Figure 2. Centriole duplication and segregation cycle. Typical vertebrate cell is born with only two centrioles which duplicate during interphase and evenly segregate during mitosis. Centriole duplication follows two stringent rules which assure constant centriole through the generations of dividing cells; First: each centriole duplicates only once per cell cycle and second: only one daughter centriole forms per mother centriole.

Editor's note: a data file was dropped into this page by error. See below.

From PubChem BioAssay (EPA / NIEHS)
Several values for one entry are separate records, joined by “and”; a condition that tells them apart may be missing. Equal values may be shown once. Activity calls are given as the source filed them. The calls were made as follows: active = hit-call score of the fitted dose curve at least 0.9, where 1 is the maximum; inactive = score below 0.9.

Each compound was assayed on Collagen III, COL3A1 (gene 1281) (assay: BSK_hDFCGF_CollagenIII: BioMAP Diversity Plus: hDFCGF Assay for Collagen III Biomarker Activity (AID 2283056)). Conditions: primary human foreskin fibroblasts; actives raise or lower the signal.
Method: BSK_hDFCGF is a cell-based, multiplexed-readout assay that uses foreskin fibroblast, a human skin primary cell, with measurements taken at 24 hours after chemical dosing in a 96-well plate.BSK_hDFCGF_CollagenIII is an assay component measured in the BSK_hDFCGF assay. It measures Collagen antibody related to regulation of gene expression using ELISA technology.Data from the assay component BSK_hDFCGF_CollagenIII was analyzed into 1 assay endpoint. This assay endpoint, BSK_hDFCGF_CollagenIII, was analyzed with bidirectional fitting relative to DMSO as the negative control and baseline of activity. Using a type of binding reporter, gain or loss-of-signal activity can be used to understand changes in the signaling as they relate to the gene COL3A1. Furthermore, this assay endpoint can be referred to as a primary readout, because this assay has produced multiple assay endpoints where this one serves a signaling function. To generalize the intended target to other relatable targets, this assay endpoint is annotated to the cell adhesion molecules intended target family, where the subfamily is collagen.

As the cycling cell progresses from G1 into S phase, each existing centriole (now called a mother centriole) begins to duplicate (Fig. 2). The first morphological manifestation of centriole duplication is the formation of a small procentriole structure near the proximal end of the mother centriole (Vorobjev and Chentsov, 1982; Kuriyama and Borisy, 1981; Loncarek and Khodjakov, 2009; Loncarek et al., 2008) (Fig. 2 and 3). Even very short procentrioles contain characteristic nine-fold symmetry and are orthogonally oriented to the wall of the mother centriole (Fig. 2 and 3). As the cell progresses through S phase the procentrioles elongate (now they are called daughter centrioles), remain orthogonal to the mother centriole, and inhabit the cloud of PCM organized by the mother. This structurally rigid complex between a mother and a daughter centriole is referred to as a "diplosome" and the centrioles are described as "engaged" (Fig. 2 and 3). During S-phase a daughter typically reaches about two-third of the length of the mature centriole (Vorobjev and Chentsov, 1982; Azimzadeh et al., 2009). In G2 phase the daughter centrioles further elongates and the distance between the mother and the daughter centriole slightly increases (Chrétien et al., 1997). Some centriolar proteins are accumulated at this stage at the daughter centrioles (Azimzadeh et al., 2009; Guarguaglini et al., 2005). By the time of mitosis, the daughter centrioles reach the full length and after anaphase onset the mother and the daughter centrioles lose their rigid orthogonal orientation, they disengage (Fig. 3). From this moment each centriole organizes its own cloud of PCM. During next cell cycle the daughter centrioles formed in previous cell cycle will finally acquire all of the biochemical and structural characteristics (for instance the appendages) of fully mature centrioles.